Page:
Switching up his animal instincts from going toe to toe with werewolves to joining up with the circus, Robert Pattinson expands his range as he’s born again this time around, not as a vampire, but as a pretend licensed veterinarian in Water For Elephants. The period is the Great Depression when jobs are scarce if existing at all, and this rocky road movie romance captures with a subdued, gritty charm, the ordeal of hard times employment that is literally to die for.
Pattinson is Jacob in Water For Elephants, a shy, sensitive Cornell veterinary student and son of a Polish immigrant, forced to leave college following a family tragedy. Fed up anyway with ‘six years of dissections, castrations and shoving my arms up a cow’s ass,’ and with the family home in foreclosure, Jacob hops a passing train in an impulsive move that will change his life forever. And during a vividly portrayed, chaotic and confused dark time in US history in 1931, when ‘everybody seemed to have nowhere to go.’
Finding himself in the midst of a colony of rowdy circus nomads, Jacob talks his way into a job as resident veterinarian. And even though he doesn’t actually have a degree, his knowledge and skills are a vast improvement over the cruel and exploitative treatment of the circus animals there. A deplorable state of affairs presided over by August (Christoph Waltz), the diabolical circus ringleader. Who also abuses his wife Marlena (Reese Witherspoon), the ‘star attraction’ performer, when not financially downsizing his staff by intermittently and homicidally tossing them off the speeding train along the route.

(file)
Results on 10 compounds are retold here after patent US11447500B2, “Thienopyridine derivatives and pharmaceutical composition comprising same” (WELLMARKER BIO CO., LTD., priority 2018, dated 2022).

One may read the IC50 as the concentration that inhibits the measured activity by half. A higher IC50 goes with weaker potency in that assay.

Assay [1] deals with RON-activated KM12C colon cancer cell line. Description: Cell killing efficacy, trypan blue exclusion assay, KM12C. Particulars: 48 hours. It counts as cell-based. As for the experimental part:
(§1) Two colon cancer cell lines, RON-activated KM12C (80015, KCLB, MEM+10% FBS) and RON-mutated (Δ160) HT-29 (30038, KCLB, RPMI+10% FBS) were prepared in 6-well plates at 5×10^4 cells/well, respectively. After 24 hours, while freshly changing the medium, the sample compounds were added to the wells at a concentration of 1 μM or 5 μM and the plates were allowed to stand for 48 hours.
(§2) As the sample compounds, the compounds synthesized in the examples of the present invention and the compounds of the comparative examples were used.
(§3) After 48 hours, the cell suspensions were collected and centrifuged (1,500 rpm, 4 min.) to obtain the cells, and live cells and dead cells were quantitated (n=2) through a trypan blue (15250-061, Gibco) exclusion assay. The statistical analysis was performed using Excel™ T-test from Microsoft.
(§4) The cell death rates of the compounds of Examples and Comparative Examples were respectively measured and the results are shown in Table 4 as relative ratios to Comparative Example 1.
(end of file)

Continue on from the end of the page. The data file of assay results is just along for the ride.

And with August alternately courting and terrorizing Marlena, who meekly allowed herself to be lured into the sadist’s lair because ‘out there I got nothing – just like everybody else’, it’s inevitable that the brutalized woman and lonely drifter would soon be sneaking trysts out of sight behind Rosie the elephant. Though the blatant absence of even minimal erotic chemistry between the assigned lovebirds, especially on the part of Witherspoon (c’mon Reese, you can do way better than that) makes Pattinson’s affection for the circus animals seem almost borderline forbidden desire in comparison.
Based on the popular Sara Gruen novel and directed by Francis Lawrence (who helmed I Am Legend and music videos for Britney Spears, Will Smith, Sarah McLachlan and Aerosmith), Water For Elephants is steeped in visceral imagery that captures the intensity of Depression era times. A grueling economic desperation that likewise penetrates the human relationships that play out psychologically and emotionally in the story. If only a dramatically hard to swallow Reese Witherspoon in particular, had not seemed so out of her habitual comfort zone, as an affluent celebrity in real life playing a subjugated woman from economically impoverished roots in this movie.
20th Century Fox
2 1/2 stars